God creates out of nothing. Wonderful, you say. Yes, to be sure, but He does what is still more wonderful: He makes saints out of sinners. —Søren Kierkegaard
You are not a sinner saved by grace.
Let me explain. At one time, you were a sinner, but now that you are saved, your sin-driven past is behind you. You are now a saint who sometimes sins. The difference is in how God looks at you. Look at how Paul describes who you are in Christ:
Paul, an apostle of Christ Jesus by the will of God, and Timothy our brother, to the holy and faithful brothers in Christ at Colossae: Grace and peace to you from God our Father. (Colossians 1:1-2)
The term “holy” is the same word used for “saint.” If you continue to say that you’re “just a sinner saved by grace,” you’re saying your identity is still that of a sinner.
Not true! At the very moment you trusted Christ, you stopped being a sinner and started being a saint. You were saved by grace from your sin, but your identity as a sinner is gone. You are now a child of God (John 1:12-13).
If we walk around constantly identifying ourselves as sinners saved by grace, we are communicating to ourselves and to others that we are defined by our previous identity. It’s tricky, isn’t it? We want to fully acknowledge to the Father and those around us that we continue to sin, but the Father doesn’t want His children to identify themselves as sinners.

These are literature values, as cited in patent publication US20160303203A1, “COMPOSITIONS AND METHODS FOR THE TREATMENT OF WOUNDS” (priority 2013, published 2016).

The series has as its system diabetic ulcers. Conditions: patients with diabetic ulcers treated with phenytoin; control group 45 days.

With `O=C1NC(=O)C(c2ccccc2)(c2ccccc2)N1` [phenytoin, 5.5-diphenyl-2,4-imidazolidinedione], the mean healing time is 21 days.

Am I just playing with words here? Absolutely not! The distinction between seeing yourself as a sinner or seeing yourself as a saint makes a huge difference in the way we live our lives. Because no human being can act contrary to the way they believe themselves to be. Think about that one for just a little bit! This week we’re going to explore the importance of that in more detail.
Lord Jesus, I am not defined as a sinner any longer. I am a saint who sometimes sins. Give me the strength and courage to recognize this and to begin to live in the victory that it proclaims! Amen.